At the top of the Premier League table it was one of the more enthralling seasons of recent times with Liverpool challenging Manchester City for the title right until the last day. If it hadn't have been for a few disappointing results against lesser lights then Chelsea would perhaps have been in the mix too.
Arsenal's early season promise tailed off into a predictable, yet underwhelming chase for fourth place. They held off Everton, who impressed under Roberto Martinez.
Off the field there remain issues to address. The Football Association's Respect campaign exists only in name with referees routinely abused by not only fans but players and managers too. Supporters continue to be fleeced by their clubs for ticket money and have to face arduous mid-week journeys just to make it to away games.
FA chairman Greg Dyke's recent proposed reforms of the English game did not find a lot of favour but it at least opened the discussion on the player development famine which has led to only around 30 per cent of all Premier League starters being eligible for the national team.
All in all it was one of the more enjoyable Premier League seasons and here are my proposed tweaks for next season which I believe would make it a better competition all round.
|A LITTLE RESPECT
Jose Mourinho claimed he was 'The Happy One' when he returned to the Premier League last summer. Talk is cheap. Premier League managers, with Mourinho to the fore, have pointed the finger of blame at officials rather than acknowledging the frailties in their own teams all season.
It would be beyond comprehension for referees to emerge after matches to criticise the work of coaches or players. Yet it is a method of sophistry routinely practised by the managers of the league. They are quite rightly fined but a slap on the wrist is an inappropriate punishment for the verbal destruction of a fellow football professional. It has become too much.
In turn, referees are now under constant scrutiny from television pundits with access to super slow motion replays. They often fail to analyse matches themselves and instead of focus on "talking points". That permits managers and players to fly under the radar. It's time for referees to take a harder line with abusive players and for the Premier League and FA to do similar.
When the whistle blows, no player should be approaching the referee to argue the toss. That sort of encroachment should yield red cards. The situation might quickly become farcical with matches finishing 9-7 on the player count but players would soon learn that abuse will not be tolerated. Managers too. If they have something to say they can do respectfully but once the line is crossed, either to the face or in interviews, a ban should be forthcoming.
Perhaps a quicker way to manners would be the use of microphones by matchday officials in order to have their decisions explained as they go about their work. If referees wore microphones, thereby permitting broadcasters to air their decisions as they happen, then foul-mouthed players would be brought more quickly into line. No broadcaster, particularly Sky and BT who pay so much money to competing clubs, would tolerate such crass indiscipline.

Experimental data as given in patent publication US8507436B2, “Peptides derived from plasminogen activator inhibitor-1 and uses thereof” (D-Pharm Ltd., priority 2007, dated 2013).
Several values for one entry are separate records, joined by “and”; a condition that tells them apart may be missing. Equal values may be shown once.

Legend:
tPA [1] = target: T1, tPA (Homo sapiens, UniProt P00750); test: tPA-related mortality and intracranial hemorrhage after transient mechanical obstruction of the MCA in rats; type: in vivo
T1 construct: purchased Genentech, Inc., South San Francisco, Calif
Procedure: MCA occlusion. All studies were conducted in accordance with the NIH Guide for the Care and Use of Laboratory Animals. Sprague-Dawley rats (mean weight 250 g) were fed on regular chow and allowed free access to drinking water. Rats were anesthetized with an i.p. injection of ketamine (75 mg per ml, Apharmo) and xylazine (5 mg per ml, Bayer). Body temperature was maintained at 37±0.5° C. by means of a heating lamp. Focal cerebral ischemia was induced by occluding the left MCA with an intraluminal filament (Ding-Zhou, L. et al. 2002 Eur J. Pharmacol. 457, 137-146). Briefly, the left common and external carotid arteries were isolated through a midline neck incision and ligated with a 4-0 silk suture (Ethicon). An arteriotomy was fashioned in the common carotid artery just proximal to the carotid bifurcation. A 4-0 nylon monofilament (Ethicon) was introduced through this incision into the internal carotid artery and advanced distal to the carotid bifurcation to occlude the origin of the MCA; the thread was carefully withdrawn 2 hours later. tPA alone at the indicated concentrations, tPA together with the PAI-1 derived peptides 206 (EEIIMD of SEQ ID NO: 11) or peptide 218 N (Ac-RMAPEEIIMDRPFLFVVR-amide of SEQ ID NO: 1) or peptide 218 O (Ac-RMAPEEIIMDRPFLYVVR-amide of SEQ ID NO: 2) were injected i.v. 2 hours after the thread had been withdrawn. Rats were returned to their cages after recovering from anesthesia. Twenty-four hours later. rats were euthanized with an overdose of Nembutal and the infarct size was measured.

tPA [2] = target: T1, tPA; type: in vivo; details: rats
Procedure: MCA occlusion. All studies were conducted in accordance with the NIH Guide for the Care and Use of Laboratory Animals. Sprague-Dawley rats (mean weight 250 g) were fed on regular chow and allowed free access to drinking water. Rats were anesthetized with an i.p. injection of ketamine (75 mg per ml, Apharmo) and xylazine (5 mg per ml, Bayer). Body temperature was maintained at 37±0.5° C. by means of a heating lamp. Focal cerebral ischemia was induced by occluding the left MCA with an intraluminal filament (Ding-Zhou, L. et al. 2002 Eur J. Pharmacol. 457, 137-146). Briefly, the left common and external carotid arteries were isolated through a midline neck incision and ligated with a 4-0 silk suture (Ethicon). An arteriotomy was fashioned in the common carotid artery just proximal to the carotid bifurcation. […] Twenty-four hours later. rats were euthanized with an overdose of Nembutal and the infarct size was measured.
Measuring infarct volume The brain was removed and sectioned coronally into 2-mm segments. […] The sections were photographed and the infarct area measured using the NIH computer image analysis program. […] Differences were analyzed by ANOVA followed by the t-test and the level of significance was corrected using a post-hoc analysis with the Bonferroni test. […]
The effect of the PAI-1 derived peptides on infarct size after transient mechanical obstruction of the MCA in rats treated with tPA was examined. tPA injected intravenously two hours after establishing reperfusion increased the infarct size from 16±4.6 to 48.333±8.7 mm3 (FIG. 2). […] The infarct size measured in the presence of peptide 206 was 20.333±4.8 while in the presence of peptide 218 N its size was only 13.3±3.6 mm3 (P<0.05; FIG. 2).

The FA's Respect campaign is admirable in its intent but there is still too much tolerance of ill-behaviour by players and managers towards officials at the top level. What a kid sees Wayne Rooney doing on television he or she will mimic in the park. New, better examples need to be set.
|TREAT ME RIGHT|
The public appetite for football in England is unique. The English Premier League is second only to the Bundesliga in terms of attracting fans to the stadium. The Championship is not far behind. Yet the governance can be complacent. Manchester United, for example, were recently forced to change plans to relocate season ticket holders in order to accommodate a new 'singing section' at Old Trafford. At a recent league match against Norwich, fans in that part of the ground held aloft a banner which stated "LOYALTY=EVICTION" to illustrate their point.
The original plans did not consider the opinion of those due to be shifted to other parts of the ground after many years in the same seats. It is just one example of a Premier League club overlooking the impact and importance of supporters. They take them for granted. Fans who genuinely love their team will continue to flock to the stadium.
Broadcasters are similarly complicit, arranging fixtures which throw fans to opposite ends of the country at ungodly hours.
Ticket prices may have stabilised last season but that was preceded by many years' worth of ticket price growth over and above the rate of inflation. Football in Britain is, still, too expensive. Fans are openly treated as consumers and not the vital element of the matchday atmosphere which they are. If they started voting with their feet in protest at their treatment at the hands of clubs and authorities then the Premier League would not be long losing some of its unique lustre.
|TAKE A CHANCE ON ME|